My specific cause is "car ownership in dense metropolitan areas does not need to be anywhere near as high as it currently is". These are the most bikeable, walkable neighborhoods in the country, and yet they still have high car ownership rates. I really don't think a ratio of more than 1:4 of cars to households is actually necessary in places like that.
Why not put an overfunded TV show on it? A family in a sufficiently walkable area agrees to live without access to a car. Their own car is (or cars are!) chained shut, and they're forbidden from accepting car rides from others (it'd be too easy otherwise) with the exception of carpooling to work. They can stop at any time, but if they make it a week, they get $1000; $5000 after two weeks (becase it takes that long to run low on stored groceries, so grocery shopping has to get solved); $20,000 after three weeks (because vacation time form work probably ran out after two), and $50,000 if they make it an entire month, after which the show is over. But there's a catch- they'd have the option to sell their car/s, and sign a contract saying that nobody in the family would get a replacement car for at least a year thereafter, for $250,000 - which they get to pay back in full if they're found to have bought a car in the interim. The show crew would be back several times in the interim, of course, because "hey, we're still living without a car, here's how we're doing stuff" is actually probably reasonably interesting as three-minute end-of-episode bumpers for later episodes in the season. (And note that after the month, taking rides from friends is totally acceptable.)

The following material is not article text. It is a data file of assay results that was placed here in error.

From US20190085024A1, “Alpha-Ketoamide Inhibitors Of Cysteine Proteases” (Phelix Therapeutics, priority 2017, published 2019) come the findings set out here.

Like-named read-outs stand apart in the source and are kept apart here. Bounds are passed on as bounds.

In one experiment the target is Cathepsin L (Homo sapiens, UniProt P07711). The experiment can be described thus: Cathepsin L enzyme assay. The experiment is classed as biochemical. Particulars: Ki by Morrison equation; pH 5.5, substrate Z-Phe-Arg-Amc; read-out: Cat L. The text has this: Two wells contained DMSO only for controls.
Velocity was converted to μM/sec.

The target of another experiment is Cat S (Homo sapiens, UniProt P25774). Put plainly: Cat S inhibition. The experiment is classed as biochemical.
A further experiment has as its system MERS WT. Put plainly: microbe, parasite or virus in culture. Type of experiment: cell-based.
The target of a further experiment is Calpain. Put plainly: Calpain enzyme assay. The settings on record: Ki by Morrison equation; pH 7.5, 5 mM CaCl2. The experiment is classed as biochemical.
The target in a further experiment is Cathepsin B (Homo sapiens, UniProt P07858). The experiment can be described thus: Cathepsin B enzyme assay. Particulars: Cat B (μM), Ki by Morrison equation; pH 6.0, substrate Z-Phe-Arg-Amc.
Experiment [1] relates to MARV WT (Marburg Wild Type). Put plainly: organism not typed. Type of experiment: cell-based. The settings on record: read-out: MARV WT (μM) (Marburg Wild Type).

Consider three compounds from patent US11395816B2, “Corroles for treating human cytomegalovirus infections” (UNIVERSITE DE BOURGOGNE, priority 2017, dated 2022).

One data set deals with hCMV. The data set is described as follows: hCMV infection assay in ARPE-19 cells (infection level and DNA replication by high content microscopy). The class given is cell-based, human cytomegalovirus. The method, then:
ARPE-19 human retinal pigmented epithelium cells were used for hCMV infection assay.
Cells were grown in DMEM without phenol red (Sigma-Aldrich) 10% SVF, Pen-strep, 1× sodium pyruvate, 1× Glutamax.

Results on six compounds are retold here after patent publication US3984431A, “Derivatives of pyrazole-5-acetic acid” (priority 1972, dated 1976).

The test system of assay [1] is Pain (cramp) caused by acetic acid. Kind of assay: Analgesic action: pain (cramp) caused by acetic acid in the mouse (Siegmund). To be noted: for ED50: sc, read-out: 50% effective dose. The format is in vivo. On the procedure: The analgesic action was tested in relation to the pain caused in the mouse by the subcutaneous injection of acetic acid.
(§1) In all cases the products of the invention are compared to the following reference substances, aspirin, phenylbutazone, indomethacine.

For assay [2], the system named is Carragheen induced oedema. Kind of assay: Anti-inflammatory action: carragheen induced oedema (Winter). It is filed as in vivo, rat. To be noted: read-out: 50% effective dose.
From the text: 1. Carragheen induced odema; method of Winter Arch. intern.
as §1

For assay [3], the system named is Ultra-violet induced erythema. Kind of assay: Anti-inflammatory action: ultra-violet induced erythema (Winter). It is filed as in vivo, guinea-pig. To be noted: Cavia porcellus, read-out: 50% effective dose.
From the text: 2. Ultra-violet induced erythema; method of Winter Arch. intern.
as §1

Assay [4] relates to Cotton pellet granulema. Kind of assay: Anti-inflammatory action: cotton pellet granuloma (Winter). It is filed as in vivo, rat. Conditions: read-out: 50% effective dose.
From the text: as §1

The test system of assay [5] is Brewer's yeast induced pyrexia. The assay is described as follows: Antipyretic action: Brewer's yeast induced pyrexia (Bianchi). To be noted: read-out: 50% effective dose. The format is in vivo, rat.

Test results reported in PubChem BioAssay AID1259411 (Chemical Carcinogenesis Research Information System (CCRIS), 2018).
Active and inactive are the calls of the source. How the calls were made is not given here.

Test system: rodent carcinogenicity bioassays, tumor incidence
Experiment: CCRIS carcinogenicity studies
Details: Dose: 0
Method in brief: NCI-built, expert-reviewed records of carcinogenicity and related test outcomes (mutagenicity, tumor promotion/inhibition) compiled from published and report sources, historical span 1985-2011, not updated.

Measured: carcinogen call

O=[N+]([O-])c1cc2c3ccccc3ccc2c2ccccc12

Is it frivolous and exploitative? Sure. Is it likely to have much real content? Of course not, this is Reality TV. But is it likely to show people that a car is nowhere near as necessary as they might have thought? That's entirely possible, and I have to wonder if it would have any impact. I suppose it's optimistic to think it would, unless The Biggest Loser and related crap has been shown to have some measurable impact on obesity rates among reality television watchers.
I've migrated to DreamWidth. The original post is at http://kistaro.dreamwidth.org/462108.html. View comments at http://kistaro.dreamwidth.org/462108.html#comments ; go ahead and use OpenID to post your own.